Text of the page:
It was once said “There is no secret so close as that between a horse and his rider.” Horses are old friends to humans – we owe our lives and prosperity to them. Throughout history, horses carried us to new discoveries, pulled our weighty iron plows and charged with us in battle, dying at our sides. The bond we share is deep and sacred. The horse and rider sense together, react together, and assimilate a unique awareness. This connection between the horse and rider is especially unique when the rider is a patient.
Horses have been recognized for their therapeutic gifts in both the physical and emotional realms. Therapeutic riding has been highly successful for facilitating healing in neurological injuries and disorders, sensory integration disorders, developmental and learning disabilities, speech-language disorders, and musculoskeletal diseases. Horses have played a healing role in both family therapy and individual psychological therapy for all ages.
What exactly makes horses so healing for us? In Chinese Medicine, the horse is the symbol for the heart. Almost universally, the heart is the symbol for love. In 1877, Anna Sewell wrote the novel Black Beauty, which elucidated the suffering, slavery, abuse, and torment endured by horses. Ultimately, by telling their story, Sewell translated the poetry inside the horse’s heart – that of forgiveness, strength, sympathy, respect, and kindness. This is the capacity within a horse’s heart and this is what people who seek horses as therapy experience.
Horses evoke self-belief, trust and freedom. When an impaired individual rides a horse, a shift occurs. Lack of confidence, low self-esteem, and limitations often weigh heavily on these patients. Horses are dangerous, frightful, and massive. When a patient climbs on the back of this animal and summons their inner strength, they have climbed to the top of the world. They achieve something that their friends or parents know is inherently scary. They can say to everyone, “I ride horses.” This newfound courage transcends to advances in their therapies and development. Within the most fearful of all is the bravest of hearts.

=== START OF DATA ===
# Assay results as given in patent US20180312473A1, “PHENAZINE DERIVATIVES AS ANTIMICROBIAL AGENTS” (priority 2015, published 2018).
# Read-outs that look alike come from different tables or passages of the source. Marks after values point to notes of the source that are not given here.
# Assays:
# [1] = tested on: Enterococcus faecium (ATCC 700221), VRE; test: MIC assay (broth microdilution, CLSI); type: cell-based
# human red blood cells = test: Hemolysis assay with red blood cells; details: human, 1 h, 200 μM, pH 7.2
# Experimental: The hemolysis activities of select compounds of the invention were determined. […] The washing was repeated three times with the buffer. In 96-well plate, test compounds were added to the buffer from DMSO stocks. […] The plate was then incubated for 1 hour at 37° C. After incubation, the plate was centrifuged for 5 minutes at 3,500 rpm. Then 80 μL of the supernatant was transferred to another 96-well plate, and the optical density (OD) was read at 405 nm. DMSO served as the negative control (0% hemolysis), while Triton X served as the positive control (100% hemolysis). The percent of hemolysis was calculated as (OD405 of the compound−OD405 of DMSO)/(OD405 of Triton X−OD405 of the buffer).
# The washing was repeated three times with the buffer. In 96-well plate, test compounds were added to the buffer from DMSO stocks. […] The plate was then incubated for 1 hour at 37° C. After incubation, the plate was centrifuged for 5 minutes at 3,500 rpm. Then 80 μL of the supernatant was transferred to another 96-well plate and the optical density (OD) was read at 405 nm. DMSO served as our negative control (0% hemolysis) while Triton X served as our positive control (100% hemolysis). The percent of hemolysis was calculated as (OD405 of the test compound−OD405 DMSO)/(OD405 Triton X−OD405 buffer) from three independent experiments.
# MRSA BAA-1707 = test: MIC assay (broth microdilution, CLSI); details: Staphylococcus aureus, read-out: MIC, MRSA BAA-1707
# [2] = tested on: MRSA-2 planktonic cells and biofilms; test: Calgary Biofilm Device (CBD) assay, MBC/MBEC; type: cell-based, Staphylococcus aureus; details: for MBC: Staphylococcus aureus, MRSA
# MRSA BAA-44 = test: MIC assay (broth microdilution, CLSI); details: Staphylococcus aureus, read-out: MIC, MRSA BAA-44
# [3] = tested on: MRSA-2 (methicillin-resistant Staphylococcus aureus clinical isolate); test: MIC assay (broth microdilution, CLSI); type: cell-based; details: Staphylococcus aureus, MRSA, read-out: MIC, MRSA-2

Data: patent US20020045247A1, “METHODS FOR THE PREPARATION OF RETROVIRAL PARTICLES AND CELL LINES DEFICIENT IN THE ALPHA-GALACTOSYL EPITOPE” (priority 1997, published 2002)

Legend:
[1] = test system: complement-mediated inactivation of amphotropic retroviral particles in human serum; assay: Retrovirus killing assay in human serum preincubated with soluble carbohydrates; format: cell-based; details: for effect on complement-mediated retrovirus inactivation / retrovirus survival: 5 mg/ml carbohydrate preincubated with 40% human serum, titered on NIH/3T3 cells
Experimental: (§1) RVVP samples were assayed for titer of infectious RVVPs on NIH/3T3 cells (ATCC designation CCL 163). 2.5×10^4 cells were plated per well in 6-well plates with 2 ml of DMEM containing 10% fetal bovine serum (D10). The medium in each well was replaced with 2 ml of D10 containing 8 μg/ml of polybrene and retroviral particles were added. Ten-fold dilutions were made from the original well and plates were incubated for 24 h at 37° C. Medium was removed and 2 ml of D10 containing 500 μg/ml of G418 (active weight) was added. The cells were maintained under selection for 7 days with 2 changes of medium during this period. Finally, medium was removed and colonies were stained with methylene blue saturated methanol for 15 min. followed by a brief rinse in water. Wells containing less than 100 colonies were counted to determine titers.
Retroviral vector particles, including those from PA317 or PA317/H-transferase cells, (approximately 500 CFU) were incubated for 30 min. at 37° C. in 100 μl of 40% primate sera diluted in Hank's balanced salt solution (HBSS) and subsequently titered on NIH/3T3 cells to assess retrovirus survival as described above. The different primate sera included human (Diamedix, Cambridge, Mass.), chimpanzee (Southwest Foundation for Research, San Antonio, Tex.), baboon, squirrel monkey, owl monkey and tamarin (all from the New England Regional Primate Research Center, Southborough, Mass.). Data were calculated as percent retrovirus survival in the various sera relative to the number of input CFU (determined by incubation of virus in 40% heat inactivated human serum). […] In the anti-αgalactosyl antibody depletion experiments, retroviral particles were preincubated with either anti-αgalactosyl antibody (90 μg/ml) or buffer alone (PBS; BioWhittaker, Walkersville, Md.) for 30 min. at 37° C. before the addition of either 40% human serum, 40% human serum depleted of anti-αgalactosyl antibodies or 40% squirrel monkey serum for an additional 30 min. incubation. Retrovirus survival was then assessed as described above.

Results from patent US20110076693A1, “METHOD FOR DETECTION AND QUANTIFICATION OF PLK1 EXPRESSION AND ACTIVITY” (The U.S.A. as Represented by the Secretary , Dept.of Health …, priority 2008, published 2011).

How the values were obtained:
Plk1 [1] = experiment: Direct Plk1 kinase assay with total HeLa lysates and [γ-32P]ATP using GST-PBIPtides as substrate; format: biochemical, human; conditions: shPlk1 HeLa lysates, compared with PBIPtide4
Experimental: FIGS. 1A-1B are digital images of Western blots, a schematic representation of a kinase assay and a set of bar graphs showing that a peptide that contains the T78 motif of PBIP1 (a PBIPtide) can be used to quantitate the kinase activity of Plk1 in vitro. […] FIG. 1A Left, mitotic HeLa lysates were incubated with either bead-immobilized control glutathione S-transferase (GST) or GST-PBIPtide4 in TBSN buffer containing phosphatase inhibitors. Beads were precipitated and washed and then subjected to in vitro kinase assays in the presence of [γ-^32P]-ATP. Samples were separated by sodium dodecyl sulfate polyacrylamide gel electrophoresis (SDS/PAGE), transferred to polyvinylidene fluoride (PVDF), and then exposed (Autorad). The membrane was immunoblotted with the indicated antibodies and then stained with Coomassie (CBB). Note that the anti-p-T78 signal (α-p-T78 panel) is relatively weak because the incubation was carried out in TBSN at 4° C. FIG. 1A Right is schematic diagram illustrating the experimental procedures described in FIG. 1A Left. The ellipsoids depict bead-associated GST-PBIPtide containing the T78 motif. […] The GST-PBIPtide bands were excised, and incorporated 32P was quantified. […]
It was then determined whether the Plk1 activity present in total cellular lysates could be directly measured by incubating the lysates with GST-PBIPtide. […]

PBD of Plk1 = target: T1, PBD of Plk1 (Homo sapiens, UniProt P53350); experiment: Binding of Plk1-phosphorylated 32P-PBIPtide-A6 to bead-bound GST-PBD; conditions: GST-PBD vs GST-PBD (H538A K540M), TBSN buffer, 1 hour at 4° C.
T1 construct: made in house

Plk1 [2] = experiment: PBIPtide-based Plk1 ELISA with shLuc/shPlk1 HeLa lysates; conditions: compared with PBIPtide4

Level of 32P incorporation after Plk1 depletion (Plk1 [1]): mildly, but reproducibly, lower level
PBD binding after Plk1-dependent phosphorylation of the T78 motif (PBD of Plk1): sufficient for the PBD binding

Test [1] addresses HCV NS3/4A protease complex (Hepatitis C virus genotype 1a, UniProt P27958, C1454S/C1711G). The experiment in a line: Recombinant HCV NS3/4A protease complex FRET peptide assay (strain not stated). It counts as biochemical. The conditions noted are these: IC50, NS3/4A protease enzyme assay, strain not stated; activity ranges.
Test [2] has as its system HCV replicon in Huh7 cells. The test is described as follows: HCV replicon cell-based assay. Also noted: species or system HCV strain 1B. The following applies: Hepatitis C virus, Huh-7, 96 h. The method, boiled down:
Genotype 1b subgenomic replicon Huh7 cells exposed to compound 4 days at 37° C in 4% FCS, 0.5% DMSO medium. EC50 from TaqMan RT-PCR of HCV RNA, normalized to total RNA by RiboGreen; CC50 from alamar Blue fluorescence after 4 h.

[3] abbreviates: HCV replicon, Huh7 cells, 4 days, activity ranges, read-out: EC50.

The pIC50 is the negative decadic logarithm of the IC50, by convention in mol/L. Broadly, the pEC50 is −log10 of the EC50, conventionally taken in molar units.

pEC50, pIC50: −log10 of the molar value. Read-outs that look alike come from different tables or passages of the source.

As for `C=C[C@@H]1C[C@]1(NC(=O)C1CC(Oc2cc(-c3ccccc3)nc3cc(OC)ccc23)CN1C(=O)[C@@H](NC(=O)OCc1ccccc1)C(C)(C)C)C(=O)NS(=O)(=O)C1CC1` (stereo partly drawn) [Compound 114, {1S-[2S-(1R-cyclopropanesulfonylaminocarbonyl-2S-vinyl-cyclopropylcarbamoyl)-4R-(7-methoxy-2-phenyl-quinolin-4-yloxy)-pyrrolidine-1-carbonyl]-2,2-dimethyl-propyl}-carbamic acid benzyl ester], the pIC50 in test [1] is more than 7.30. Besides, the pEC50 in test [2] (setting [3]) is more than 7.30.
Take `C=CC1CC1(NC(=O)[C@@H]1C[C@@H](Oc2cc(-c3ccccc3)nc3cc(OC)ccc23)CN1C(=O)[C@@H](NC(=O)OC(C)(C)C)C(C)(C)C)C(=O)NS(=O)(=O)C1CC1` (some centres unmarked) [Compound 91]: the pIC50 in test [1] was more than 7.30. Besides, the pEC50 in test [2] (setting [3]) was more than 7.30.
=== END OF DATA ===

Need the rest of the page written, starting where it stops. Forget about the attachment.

If there were ever an animal that has suffered with humans, it is the horse. A horse’s heart is filled with both pain and love and it is the capacity for forgiveness and sympathy that is appealing for emotional healing. Renowned horse trainer and author Buck Brannaman states, “Horses are incredibly forgiving. They fill in places we're not capable of filling ourselves.” Peaceful and uplifting, riding sooths and centers the human soul. Other animals may spread an inner joy and love as well but with horses, it is the sensation of being carried that lightens our burdens and evokes the bond between horse and rider. They help us realize that our troubles are finite and bearable.
When training horses, you must be as approachable as a flower, still, strong and patient as an oak, and as inevitable as the tide. It has been my own work with horses that taught me most about how to treat people. Often in the worlds of the abused, other people have been the largest sources of disappointment and pain. Horses live in the moment, and they help us learn how to do this as well. In the moment, we release the past and never-mind the future. With their endless unconditional love, animals become the therapists, teachers, and friends. Throughout history horses have evolved to know humans unlike any other animal. Their wisdom and capacity for healing touches us. It makes sense that horses, the symbol for heart, help us to heal ours.